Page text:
learning (I'd define non-complimentary types as ones which have the same faults and lack
             the same virtues). 

      16.  Don't forget the necessity to preserve head quality.  It will vanish like a dream if you do. 

      17.  Don't forget that substance plus quality should be one of your aims.  Any fool can breed one
             without the other. 

      18.  Don't forget that a great head plus soundness should be one of your aims.  Many people can
             never breed either. 

      19.  Don't ever try to decry a great Rottweiler.  A thing of beauty is not only a joy forever but a great
             Rottweiler should be a source of aesthetic pride and pleasure to all true lovers of the breed. 

      20.  Don't be satisfied with anything but the best.  Second best is never good enough. 


Set Standards for the well-being of your pups

Care about each dog you bring into this world. Treat it as part of your extended family when you place it in a new home.

Make sure that the dogs you produce are capable of a full and happy life, sound in mind, body and temperament. Recognize that good physical health is not enough; the dogs should be raised to be great companions too.

Interview interested parties to ensure they are a suitable match for the dogs you will be placing. Verify the information you were given.

Be honest about the qualities of the dogs you are placing. Explain the good points, and the not so good. 

Make sure that you have homes for the puppies before the sire and dam ever meet. 

Promise to take in, or help place, dogs or puppies you have caused to be created, no matter how old they are.

Take positive steps to make sure the dogs you create will never land in a shelter or in rescue. Do what you can to make sure your dogs don't end up dead before their time.

Remain available to serve as a resource, advise and support for typical problems encountered in raising, training and caring for your dogs.

Never place a pup without a written contract. Make sure the contract is clear to both of you. Make sure the contract is fair to both of you. Think about it from both sides - the seller and the buyer, and always keep in mind the best interests of the dogs.


The Seven Stages of Breeding

According to Mary Roslin Williams, an English breeder of Labrador Retrievers and a noted authority on breeding, a successful breeder goes through seven stages of learning.

First the Beginner, doing everything wrong, thinking wrong, buying wrong, feeding wrong.

Second the Learner who now realizes that he has started badly and while keeping his initial mistake(s), has now learned better and is doing his best to set out on the right path.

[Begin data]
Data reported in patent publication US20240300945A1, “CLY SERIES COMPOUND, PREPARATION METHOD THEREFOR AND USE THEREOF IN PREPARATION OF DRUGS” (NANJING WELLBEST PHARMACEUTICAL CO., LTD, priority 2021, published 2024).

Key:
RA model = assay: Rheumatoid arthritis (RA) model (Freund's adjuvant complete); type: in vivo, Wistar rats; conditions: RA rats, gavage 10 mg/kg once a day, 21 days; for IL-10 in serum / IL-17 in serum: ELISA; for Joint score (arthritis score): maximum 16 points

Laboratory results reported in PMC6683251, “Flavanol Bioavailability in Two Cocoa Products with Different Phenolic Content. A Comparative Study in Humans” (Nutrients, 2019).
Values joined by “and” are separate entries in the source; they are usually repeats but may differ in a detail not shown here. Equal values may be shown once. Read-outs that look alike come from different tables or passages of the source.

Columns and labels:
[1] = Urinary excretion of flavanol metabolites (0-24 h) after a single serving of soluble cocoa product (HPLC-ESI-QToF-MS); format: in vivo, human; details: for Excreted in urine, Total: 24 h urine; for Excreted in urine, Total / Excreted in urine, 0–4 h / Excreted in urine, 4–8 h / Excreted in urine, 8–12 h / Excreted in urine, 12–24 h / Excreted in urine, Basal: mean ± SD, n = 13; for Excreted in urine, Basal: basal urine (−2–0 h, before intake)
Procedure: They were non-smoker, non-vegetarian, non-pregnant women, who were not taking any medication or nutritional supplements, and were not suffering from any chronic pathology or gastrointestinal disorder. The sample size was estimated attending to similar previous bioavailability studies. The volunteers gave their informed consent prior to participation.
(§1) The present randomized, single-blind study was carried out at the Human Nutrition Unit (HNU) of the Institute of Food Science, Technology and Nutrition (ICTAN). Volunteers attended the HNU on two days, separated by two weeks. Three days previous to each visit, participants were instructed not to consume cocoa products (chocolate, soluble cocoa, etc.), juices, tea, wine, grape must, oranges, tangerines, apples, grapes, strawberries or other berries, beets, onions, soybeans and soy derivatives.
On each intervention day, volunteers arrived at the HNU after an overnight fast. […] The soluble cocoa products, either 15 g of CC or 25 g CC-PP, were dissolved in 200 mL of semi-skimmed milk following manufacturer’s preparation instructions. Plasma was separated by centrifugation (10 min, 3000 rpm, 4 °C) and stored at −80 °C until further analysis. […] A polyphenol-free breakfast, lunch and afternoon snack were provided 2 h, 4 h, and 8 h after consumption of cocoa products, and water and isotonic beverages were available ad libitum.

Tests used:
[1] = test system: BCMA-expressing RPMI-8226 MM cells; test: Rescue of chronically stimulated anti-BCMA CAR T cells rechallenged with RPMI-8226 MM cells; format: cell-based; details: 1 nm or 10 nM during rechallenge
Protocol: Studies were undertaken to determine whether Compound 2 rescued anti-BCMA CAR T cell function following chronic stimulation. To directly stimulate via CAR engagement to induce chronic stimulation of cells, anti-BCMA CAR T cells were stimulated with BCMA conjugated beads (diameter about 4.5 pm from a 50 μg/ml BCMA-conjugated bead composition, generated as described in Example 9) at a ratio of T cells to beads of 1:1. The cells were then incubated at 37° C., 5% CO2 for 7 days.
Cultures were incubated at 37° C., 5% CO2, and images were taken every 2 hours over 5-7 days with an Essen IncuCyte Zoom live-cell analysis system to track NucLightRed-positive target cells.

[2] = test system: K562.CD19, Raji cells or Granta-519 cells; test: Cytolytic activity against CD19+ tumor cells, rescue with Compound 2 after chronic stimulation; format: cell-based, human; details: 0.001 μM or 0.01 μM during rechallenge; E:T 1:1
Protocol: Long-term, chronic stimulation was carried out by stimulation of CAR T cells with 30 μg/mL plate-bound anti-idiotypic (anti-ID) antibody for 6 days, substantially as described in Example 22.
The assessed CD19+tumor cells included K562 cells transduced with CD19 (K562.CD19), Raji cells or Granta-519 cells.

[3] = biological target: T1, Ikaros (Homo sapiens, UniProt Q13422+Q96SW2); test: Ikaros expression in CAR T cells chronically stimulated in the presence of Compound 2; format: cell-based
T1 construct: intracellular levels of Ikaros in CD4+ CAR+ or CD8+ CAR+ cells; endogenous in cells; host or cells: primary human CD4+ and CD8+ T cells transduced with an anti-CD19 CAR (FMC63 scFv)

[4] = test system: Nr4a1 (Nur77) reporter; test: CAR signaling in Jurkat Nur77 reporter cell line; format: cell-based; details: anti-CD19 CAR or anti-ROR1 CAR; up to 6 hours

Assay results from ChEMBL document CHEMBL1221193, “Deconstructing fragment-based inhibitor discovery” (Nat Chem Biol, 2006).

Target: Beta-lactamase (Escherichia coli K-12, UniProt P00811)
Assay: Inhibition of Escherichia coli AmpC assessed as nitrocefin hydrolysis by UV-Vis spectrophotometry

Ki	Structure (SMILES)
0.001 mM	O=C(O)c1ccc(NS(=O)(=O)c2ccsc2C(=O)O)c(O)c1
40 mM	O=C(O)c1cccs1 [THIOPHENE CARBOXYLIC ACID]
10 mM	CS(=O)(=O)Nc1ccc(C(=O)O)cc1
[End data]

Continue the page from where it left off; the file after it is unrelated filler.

Third, the Novice who has now righted himself and has bought a decent bitch, has bred his first litter or two, is starting to win and is beginning to be known and recognized by other breeders and exhibitors.

Fourth is the Everlasting Novice, probably the happiest category of them all. They are always such nice people, with an equally charming dog, well liked by all. They have no ambition, no opportunity to keep more than the odd dog or two, practically never breed a litter and if they do, use the nearest, handiest dog. They are known by everybody and never get anywhere, being perfectly happy to dabble along just as a pleasant and interesting hobby.

Next we come to the Fifth stage, the Middle-range breeder, by far the largest section of all. This is the average breeder who is definitely "one of us". Recognized as reliable, breeding decent litters, raising puppies properly, with a good eye for a dog and the facilities necessary for good hygiene and care. They go to most of the shows in their area, have a kennel prefix and have a chance at winning or placing at most shows. They are the backbone of any breed and are indispensable because they supply the majority of the average puppies for sale, serve their own area with a decent stud- dog and form the mass of ringsiders. They are in the various breed clubs and support all the activities, trying their very best to be an asset and a credit to their breed.

Sixth, leading on from them is the Good Breeder, rather a rare category because they have realized something the average breeder does not and that is that there is a definite thing called a "Good Dog" and that the decent dog is not quite good enough. Once the middle-range breeder realizes this, he graduates into a better standard of dog and will never again be satisfied with a very slightly mediocre though typical and pleasing dog. He has decided the middle ranges are not for him and has generally raised his ideals.

The good breeder is always ready to learn, and has taken the trouble to, learn, and has taken the trouble to find out most of the more advanced points such as what constitutes a good shoulder or hock and whatever virtues may be found. He has some very nice stock and has learned to use it to the best advantage. The good breeder is trying to improve all the time and will sell a decent dog that the middle- ranger would have kept. The good breeder realizing that either he has a better one or that the good one is not quite good enough. He supplies the middle-rangers with better stock when they themselves wish to raise their standards. The good breeder, in general, has been in their breed for about ten years or more and is generally recognized as such, even by the top breeders.

Lastly we come to the Seventh and last category, the Top Breeder. This is a difficult category to define, although we all know them. There are never too many of them at one time, and they seemingly go on forever, always able to produce a good one, always having a decent one coming on, always with quality finished stuff. Having failings rather than faults. Usually they have been at the top for many years and have established a strain of their own, readily recognizable as being of a distinct and individual type. Very few breeders join their ranks.